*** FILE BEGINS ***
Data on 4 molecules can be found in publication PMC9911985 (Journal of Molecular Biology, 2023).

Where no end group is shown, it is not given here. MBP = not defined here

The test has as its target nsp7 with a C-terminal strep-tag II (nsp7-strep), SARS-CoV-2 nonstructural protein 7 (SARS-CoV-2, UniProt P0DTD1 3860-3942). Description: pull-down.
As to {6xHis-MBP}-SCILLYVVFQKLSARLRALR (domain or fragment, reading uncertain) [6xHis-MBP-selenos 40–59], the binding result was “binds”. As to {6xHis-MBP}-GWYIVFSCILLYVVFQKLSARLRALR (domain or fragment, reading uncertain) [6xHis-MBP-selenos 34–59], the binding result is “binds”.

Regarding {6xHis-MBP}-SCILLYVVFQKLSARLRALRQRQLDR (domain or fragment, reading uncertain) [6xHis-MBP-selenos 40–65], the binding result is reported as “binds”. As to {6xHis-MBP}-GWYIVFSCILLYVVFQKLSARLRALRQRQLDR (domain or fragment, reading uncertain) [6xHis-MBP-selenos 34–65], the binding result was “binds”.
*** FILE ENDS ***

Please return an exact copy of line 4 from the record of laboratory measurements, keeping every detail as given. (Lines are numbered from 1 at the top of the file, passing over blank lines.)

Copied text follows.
As to {6xHis-MBP}-SCILLYVVFQKLSARLRALR (domain or fragment, reading uncertain) [6xHis-MBP-selenos 40–59], the binding result was “binds”. As to {6xHis-MBP}-GWYIVFSCILLYVVFQKLSARLRALR (domain or fragment, reading uncertain) [6xHis-MBP-selenos 34–59], the binding result is “binds”.